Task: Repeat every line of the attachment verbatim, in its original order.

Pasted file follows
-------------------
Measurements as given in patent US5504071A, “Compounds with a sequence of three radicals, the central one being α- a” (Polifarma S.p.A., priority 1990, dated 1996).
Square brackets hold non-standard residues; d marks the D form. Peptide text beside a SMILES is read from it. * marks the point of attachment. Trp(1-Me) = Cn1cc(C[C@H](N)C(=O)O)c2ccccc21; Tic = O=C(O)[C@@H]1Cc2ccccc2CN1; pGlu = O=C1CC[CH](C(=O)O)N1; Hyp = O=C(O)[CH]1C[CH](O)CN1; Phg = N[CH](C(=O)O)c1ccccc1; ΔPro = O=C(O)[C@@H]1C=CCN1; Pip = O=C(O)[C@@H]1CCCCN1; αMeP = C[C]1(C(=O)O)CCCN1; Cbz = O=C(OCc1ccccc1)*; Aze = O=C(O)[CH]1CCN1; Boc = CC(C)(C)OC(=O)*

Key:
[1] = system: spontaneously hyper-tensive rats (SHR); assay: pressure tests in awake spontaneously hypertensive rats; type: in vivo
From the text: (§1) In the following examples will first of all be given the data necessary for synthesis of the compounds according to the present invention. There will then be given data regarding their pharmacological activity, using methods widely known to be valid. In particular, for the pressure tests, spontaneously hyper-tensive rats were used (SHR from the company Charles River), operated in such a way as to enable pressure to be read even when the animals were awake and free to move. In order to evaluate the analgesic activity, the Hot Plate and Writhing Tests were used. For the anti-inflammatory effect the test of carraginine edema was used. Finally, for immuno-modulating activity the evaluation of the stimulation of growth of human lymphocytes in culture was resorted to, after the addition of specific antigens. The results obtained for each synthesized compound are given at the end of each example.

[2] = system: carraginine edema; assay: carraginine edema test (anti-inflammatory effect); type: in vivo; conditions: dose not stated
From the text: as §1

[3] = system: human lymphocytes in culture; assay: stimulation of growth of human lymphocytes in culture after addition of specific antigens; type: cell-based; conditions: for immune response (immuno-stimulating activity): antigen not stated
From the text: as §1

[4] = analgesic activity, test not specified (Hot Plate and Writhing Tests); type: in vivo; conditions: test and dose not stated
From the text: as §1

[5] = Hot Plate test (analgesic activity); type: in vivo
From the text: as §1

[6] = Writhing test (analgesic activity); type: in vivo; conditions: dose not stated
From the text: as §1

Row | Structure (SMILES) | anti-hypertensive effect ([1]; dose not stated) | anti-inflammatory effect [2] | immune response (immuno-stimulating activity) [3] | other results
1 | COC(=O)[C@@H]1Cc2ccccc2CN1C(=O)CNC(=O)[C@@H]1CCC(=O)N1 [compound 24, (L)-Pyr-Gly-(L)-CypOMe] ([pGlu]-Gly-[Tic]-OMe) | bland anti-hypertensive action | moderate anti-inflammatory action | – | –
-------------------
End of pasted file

Measurements as given in patent US5504071A, “Compounds with a sequence of three radicals, the central one being α- a” (Polifarma S.p.A., priority 1990, dated 1996).
Square brackets hold non-standard residues; d marks the D form. Peptide text beside a SMILES is read from it. * marks the point of attachment. Trp(1-Me) = Cn1cc(C[C@H](N)C(=O)O)c2ccccc21; Tic = O=C(O)[C@@H]1Cc2ccccc2CN1; pGlu = O=C1CC[CH](C(=O)O)N1; Hyp = O=C(O)[CH]1C[CH](O)CN1; Phg = N[CH](C(=O)O)c1ccccc1; ΔPro = O=C(O)[C@@H]1C=CCN1; Pip = O=C(O)[C@@H]1CCCCN1; αMeP = C[C]1(C(=O)O)CCCN1; Cbz = O=C(OCc1ccccc1)*; Aze = O=C(O)[CH]1CCN1; Boc = CC(C)(C)OC(=O)*

Key:
[1] = system: spontaneously hyper-tensive rats (SHR); assay: pressure tests in awake spontaneously hypertensive rats; type: in vivo
From the text: (§1) In the following examples will first of all be given the data necessary for synthesis of the compounds according to the present invention. There will then be given data regarding their pharmacological activity, using methods widely known to be valid. In particular, for the pressure tests, spontaneously hyper-tensive rats were used (SHR from the company Charles River), operated in such a way as to enable pressure to be read even when the animals were awake and free to move. In order to evaluate the analgesic activity, the Hot Plate and Writhing Tests were used. For the anti-inflammatory effect the test of carraginine edema was used. Finally, for immuno-modulating activity the evaluation of the stimulation of growth of human lymphocytes in culture was resorted to, after the addition of specific antigens. The results obtained for each synthesized compound are given at the end of each example.

[2] = system: carraginine edema; assay: carraginine edema test (anti-inflammatory effect); type: in vivo; conditions: dose not stated
From the text: as §1

[3] = system: human lymphocytes in culture; assay: stimulation of growth of human lymphocytes in culture after addition of specific antigens; type: cell-based; conditions: for immune response (immuno-stimulating activity): antigen not stated
From the text: as §1

[4] = analgesic activity, test not specified (Hot Plate and Writhing Tests); type: in vivo; conditions: test and dose not stated
From the text: as §1

[5] = Hot Plate test (analgesic activity); type: in vivo
From the text: as §1

[6] = Writhing test (analgesic activity); type: in vivo; conditions: dose not stated
From the text: as §1

Row | Structure (SMILES) | anti-hypertensive effect ([1]; dose not stated) | anti-inflammatory effect [2] | immune response (immuno-stimulating activity) [3] | other results
1 | COC(=O)[C@@H]1Cc2ccccc2CN1C(=O)CNC(=O)[C@@H]1CCC(=O)N1 [compound 24, (L)-Pyr-Gly-(L)-CypOMe] ([pGlu]-Gly-[Tic]-OMe) | bland anti-hypertensive action | moderate anti-inflammatory action | – | –